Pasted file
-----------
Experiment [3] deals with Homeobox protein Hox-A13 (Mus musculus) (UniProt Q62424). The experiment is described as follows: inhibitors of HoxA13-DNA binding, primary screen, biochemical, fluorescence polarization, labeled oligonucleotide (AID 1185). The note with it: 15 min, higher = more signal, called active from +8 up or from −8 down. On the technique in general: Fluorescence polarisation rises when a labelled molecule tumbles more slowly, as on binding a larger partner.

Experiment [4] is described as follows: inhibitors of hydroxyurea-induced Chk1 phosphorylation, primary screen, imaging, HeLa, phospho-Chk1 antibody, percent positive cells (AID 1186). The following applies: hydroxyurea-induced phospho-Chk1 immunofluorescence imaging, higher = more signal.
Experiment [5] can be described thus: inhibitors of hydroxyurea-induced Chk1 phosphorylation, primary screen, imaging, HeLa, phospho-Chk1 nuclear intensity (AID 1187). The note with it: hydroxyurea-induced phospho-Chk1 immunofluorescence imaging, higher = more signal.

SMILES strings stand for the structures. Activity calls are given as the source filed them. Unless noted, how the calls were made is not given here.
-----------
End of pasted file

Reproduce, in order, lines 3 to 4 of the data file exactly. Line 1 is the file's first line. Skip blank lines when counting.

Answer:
Experiment [5] can be described thus: inhibitors of hydroxyurea-induced Chk1 phosphorylation, primary screen, imaging, HeLa, phospho-Chk1 nuclear intensity (AID 1187). The note with it: hydroxyurea-induced phospho-Chk1 immunofluorescence imaging, higher = more signal.

SMILES strings stand for the structures. Activity calls are given as the source filed them. Unless noted, how the calls were made is not given here.